Red Hat Says It's Serious About Building Channel

Red Hat is adding a Premier Business Partner designation to its existing Advanced and Ready partner classifications. The new level offers VARs expanded sales training, lead distribution, and demand generation campaigns, as well as market development funds and technical support benefits, said Roger Egan, vice president of North American Channel Sales for the Raleigh, N.C. based firm.

Breaking out Infrastructure, Middleware, and Virtualization specializations gives partners a clearly marked path to higher program tiers, Egan said in an interview. "The way to get from one level to another is through specialization. We designed the program so as not to isolate JBoss middleware from infrastructure and virtualization, and we're now offering partners an opportunity to double down with certifications."

It's tough to find a solution provider that doesn't think Red Hat's products are solid. However, Red Hat has a history of making channel pledges that haven't amounted to much, according one longtime Red Hat partner.

The partner -- who says Red Hat's products are the best on the market -- notes that past Red Hat channel initiatives like the Red Hat Exchange, designed in 2007 to connect platform vendors, application ISVs, customers and service partners in virtual ecosystems, have faded from view.

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"Red Hat really needs to go to Webster's dictionary and look up the definition of partnership," said the source, who asked not to be named. "We've gone through this many times before. Red Hat is always talking about how they're going to change things and work closely with the channel, and then nothing happens."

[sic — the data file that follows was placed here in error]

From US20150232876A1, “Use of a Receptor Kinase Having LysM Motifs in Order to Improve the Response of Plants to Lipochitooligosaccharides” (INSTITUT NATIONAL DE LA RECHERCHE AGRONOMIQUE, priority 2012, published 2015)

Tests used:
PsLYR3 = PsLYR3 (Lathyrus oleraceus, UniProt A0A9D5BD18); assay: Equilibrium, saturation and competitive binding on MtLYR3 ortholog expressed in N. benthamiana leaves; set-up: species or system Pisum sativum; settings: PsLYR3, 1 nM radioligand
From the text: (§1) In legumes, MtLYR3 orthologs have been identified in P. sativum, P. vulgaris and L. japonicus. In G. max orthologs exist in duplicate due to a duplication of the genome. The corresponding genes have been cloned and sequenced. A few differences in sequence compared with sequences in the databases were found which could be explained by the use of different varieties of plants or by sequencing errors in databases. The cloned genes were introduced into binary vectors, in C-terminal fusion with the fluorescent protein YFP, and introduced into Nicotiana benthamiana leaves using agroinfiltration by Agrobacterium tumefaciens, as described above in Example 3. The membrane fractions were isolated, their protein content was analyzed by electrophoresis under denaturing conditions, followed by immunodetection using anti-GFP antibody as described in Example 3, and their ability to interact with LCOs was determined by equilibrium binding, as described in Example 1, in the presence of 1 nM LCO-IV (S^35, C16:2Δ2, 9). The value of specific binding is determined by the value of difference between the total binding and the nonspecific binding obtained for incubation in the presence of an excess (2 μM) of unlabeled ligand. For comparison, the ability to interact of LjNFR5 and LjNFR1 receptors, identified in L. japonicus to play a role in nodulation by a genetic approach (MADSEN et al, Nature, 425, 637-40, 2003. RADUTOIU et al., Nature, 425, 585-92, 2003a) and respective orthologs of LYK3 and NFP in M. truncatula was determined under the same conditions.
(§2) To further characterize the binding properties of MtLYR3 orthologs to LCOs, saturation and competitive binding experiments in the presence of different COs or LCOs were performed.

Red Hat has grown its base of channel partners from 250 three years ago to more than 1,500 today, and the company currently does about 55 percent of its business through the channel, Egan said. That's the same figure Egan offered in an April interview that focused on the Red Hat-led Open Source Channel Alliance, a group of nine open-source ISVs that have distribution deals with Synnex.

Red Hat wants a larger share of the midmarket and SMB, and Egan said Red Hat's goal is to boost its channel revenue north of 70 percent. "We don't like to be sitting in the fifties," he said. "And we understand that in order to achieve that growth rate, we will have to invest in the channel."

One sign of Red Hat's resolve is its decision to make deal registration available to partners on all three levels, while in the past it was limited to the top tier, Egan said.

Red Hat may be resistant to any significant business model changes simply because it has managed to weather the economic downturn better than many of its competitors. In its fiscal year 2010 first quarter ended May 31, Red Hat reported profit of $18.5 million, or $0.10 per diluted share, compared with $17.3 million, or $0.08 per diluted share in the year-ago quarter. Quarterly revenue was $174.4 million, up 11 percent year-on-year, and subscription revenue rose 14 percent during the quarter to $148.8 million.

Standard & Poor's in July added Red Hat to the S&P 500 stock index, a move that open source experts hailed as a major step forward both for Red Hat and for open source business models. In addition, Microsoft listed Red Hat -- along with Canonical, which oversees distribution of Ubuntu -- as a competitive threat in its recent 10-K filing.

Red Hat has to be pleased with how it's faring in a downturn that's sinking many competitors, but it's worth considering how much better its performance could be if it does manage to figure out a channel formula that works.